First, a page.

This Veterinarian Helps Pets of Homeless People Out of His Own Pocket

A California veterinarian makes house calls to pet owners who have no place to call home.

Dr. Kwane Stewart kneeling on one knee for a portrait.Malik Daniels/courtesy the street vet
Dr. Kwane Stewart drives around town seeking out potential patients to help.

Kwane Stewart stepped outside a Modesto, California, convenience store with his morning coffee and spotted a homeless man sitting with his back against the building. It was 2011, and the Great Recession had spilled a lot of unfortunate people onto the streets. A small dog sat in the homeless man’s lap. Stewart, a veterinarian at an animal shelter, noticed its scratched-off fur and chewed-up skin—telltale signs of an allergic reaction to fleas. He approached the man and offered to bring flea medication for the dog’s skin, a gift the man readily accepted.

“I remember returning a week and a half later, and the hair was coming back, the rash was gone,” Stewart told the Modesto Bee. The man said his dog was finally sleeping at night again because it was no longer staying up scratching and chewing. “ ‘And you know,’ he said, ‘I’m sleeping at night.’ He started to cry, and that got me choked up too,” Stewart says.

Stewart was hooked. “When you give back, there is something you get in return that feels much larger. I knew I wanted to keep doing it,” he told ­medium.com.

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Today, Stewart, 50, has his own practice in town, yet he still finds time for street pets. He’s helped roughly 400 animals since 2011, mostly dogs but also a few cats—and once a Burmese python.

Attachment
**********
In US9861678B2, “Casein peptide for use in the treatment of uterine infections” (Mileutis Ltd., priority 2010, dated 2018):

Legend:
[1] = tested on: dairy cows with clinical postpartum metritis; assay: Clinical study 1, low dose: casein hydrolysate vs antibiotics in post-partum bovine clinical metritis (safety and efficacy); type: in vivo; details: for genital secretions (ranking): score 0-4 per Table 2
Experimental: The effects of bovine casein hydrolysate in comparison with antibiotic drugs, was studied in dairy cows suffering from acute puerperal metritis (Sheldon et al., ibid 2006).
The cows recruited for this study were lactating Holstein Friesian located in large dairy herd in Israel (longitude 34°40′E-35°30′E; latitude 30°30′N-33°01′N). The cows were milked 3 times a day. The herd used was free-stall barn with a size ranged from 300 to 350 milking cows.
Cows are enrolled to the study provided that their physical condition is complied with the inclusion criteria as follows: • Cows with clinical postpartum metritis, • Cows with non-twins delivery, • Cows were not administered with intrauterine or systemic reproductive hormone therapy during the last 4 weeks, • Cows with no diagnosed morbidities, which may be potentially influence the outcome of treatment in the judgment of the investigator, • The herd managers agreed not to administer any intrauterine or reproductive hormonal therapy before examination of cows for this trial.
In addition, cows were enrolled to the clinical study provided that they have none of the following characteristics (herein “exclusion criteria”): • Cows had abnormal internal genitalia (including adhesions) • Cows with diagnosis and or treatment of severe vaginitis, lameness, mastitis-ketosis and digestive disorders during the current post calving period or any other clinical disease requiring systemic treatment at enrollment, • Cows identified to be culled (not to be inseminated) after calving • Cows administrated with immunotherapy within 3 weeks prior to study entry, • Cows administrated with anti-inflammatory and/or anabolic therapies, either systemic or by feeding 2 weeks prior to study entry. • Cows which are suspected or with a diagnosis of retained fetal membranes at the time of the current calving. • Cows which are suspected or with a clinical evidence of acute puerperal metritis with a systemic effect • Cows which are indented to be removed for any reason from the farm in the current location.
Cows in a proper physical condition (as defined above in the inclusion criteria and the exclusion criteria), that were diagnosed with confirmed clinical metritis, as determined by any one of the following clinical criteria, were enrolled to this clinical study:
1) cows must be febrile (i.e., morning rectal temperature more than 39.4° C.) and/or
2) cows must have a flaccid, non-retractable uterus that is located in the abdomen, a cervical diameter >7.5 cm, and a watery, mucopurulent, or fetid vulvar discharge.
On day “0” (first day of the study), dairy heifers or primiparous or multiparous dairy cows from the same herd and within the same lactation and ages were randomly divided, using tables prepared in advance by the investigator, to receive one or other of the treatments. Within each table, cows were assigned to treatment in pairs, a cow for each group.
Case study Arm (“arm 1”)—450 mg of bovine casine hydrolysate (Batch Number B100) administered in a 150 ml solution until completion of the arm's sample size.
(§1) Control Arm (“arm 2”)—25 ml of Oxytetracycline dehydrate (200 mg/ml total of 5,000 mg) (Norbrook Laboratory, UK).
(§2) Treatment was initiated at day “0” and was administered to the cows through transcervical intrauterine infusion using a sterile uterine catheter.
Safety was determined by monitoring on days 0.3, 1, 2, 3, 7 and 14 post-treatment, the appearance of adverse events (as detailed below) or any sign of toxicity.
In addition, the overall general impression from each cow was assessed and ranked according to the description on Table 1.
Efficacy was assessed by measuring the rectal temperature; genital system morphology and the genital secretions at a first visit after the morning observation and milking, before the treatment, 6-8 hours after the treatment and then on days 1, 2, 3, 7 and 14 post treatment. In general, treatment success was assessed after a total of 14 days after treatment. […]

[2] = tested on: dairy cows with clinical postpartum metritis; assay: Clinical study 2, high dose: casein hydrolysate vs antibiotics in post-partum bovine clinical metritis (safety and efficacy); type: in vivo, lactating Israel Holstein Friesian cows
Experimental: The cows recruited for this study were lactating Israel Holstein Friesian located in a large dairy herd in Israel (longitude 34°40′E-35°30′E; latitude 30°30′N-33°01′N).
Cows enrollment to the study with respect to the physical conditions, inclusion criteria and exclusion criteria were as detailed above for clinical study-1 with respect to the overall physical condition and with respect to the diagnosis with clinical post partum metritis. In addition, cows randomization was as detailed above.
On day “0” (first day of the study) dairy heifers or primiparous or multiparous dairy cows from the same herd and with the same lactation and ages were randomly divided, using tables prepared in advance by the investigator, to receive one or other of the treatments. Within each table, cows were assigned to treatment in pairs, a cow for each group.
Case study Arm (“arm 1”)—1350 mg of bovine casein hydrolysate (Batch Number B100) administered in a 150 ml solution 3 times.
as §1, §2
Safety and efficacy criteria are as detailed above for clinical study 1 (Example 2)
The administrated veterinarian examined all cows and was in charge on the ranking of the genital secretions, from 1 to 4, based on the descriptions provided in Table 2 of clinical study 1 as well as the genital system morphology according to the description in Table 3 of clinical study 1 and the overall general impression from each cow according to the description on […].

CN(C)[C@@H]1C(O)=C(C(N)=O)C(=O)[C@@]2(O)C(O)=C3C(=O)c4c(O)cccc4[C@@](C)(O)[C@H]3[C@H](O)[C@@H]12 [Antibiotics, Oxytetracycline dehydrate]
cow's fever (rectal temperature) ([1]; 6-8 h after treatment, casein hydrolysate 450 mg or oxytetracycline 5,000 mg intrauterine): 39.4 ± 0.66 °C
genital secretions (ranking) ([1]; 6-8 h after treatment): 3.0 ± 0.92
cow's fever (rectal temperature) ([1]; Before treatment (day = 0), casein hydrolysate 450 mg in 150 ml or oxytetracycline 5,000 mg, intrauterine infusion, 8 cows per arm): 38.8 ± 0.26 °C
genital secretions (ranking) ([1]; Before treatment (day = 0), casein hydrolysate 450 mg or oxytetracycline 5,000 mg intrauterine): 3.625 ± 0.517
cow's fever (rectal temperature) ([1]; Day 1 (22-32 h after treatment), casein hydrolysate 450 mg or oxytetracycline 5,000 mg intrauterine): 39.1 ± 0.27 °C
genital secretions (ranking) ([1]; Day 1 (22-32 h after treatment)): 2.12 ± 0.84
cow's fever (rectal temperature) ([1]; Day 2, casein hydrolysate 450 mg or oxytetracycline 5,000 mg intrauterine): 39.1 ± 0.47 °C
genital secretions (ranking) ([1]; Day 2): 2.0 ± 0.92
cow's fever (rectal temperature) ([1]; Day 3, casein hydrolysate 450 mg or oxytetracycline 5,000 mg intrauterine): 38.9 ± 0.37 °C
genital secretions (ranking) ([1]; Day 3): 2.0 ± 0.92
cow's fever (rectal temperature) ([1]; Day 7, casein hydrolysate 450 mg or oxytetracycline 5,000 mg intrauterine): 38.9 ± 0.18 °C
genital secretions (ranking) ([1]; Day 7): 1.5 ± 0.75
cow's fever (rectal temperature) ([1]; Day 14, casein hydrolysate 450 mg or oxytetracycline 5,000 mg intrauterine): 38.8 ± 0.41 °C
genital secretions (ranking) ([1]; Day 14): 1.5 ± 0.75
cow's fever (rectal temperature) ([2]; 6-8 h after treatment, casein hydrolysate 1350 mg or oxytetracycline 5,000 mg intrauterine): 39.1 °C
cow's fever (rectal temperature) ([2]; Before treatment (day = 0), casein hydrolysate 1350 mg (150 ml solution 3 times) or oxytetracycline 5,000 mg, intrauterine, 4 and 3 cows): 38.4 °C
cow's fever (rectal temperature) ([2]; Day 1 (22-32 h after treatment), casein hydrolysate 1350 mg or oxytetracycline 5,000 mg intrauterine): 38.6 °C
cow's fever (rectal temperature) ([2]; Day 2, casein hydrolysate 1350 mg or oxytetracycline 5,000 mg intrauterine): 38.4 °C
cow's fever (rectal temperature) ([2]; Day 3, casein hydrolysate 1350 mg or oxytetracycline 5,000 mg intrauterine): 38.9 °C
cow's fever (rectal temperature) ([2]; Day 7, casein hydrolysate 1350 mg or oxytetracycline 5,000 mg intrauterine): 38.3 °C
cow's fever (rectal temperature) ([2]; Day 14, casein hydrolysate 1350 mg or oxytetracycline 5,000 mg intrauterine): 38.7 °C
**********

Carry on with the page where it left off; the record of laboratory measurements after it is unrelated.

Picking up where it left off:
RELATED: This Dog Felt It Was His Duty to Help All Who Needed It, No Matter Where He Went

There’s a dire need for his kind of help. About 25 percent of Modesto’s homeless population owns a pet, but there are few healthcare options available to them. To fill that void, Stewart can often be found wandering dark alleyways and underpasses, anywhere he thinks the homeless might be camped out. He carries his medical bag, which contains treatments—­vaccines, antibiotics, anti-inflammatories, flea medications, and more—for most of the cases he encounters. Stewart pays for almost all of it out of his own pocket.

Occasionally, he comes upon a medical problem that requires more attention than he can provide on the street. For those expensive procedures, he set up a GoFundMe account to help cover treatment costs. “I don’t ever want to have to turn anybody away,” he explains.

Dr. Stewart using a stethoscope on one of his homeless client's dogcourtesy the street vet
Dr. Stewart says of his homeless clients, “I’ve gotten a lot more from them than I feel like they’ve gotten from me.”

He knows there are some people who question whether the homeless should even have pets. How can they care for them on the street? “I think that more than anybody, they need a pet, they deserve a pet,” Stewart told the Bee. “They love their pet probably more than the average person. Because, you know, the owner is the pet’s home.”

One of those people is Joe, an articulate white-haired middle-aged man who has landed on rough times. He says that his black-and-white mixed breed dog is his life.

“When I first hit the streets, I was almost to the point where I had given up,” he said in a video that Stewart posted on the GoFundMe page. “This dog was an answer to my prayers. Every morning, I wake up, her tail is wagging. She’s always giddy. I don’t feel that loneliness. If something happened to her, I don’t know what I’d do. To have somebody like Dr. Stewart come out here to take care of my dog just because it’s the right thing to do, that’s huge.” Next, read about a stray cat who brought home her own stray cat.

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Originally Published in Reader's Digest

Andy Simmons
Andy Simmons is a features editor at Reader's Digest.